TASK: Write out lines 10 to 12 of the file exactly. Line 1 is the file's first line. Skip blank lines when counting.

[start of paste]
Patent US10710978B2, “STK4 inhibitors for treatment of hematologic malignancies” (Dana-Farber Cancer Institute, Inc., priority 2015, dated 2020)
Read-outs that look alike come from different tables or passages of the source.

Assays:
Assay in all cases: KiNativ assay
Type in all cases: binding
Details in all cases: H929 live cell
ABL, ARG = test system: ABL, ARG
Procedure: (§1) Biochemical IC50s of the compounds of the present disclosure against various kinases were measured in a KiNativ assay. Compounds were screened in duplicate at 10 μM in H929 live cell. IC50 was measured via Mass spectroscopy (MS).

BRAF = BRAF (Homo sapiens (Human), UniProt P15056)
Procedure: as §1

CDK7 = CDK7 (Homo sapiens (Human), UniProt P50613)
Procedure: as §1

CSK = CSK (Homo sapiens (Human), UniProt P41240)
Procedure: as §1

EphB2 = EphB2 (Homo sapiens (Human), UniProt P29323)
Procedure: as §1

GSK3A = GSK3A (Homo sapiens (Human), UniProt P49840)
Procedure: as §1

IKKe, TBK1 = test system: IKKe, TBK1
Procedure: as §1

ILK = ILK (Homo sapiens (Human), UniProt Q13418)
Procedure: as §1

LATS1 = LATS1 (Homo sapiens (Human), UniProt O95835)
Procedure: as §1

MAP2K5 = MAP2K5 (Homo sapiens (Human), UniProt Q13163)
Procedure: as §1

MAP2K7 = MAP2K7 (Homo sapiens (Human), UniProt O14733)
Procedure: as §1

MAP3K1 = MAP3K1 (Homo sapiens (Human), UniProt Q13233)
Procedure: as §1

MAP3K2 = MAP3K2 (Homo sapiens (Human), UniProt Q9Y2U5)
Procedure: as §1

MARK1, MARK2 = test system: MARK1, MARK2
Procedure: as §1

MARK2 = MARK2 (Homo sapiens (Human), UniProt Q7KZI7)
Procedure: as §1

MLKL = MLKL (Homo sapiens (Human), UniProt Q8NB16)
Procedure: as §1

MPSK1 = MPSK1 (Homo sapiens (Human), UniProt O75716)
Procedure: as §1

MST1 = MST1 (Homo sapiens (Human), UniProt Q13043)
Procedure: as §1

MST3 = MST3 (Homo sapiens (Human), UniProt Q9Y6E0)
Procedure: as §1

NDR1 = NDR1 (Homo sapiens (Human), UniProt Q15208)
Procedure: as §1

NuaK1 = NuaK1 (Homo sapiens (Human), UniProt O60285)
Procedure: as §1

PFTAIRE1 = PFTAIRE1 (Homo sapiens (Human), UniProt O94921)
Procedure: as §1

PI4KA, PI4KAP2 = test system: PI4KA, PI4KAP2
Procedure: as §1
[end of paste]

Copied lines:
Procedure: as §1

CDK7 = CDK7 (Homo sapiens (Human), UniProt P50613)
Procedure: as §1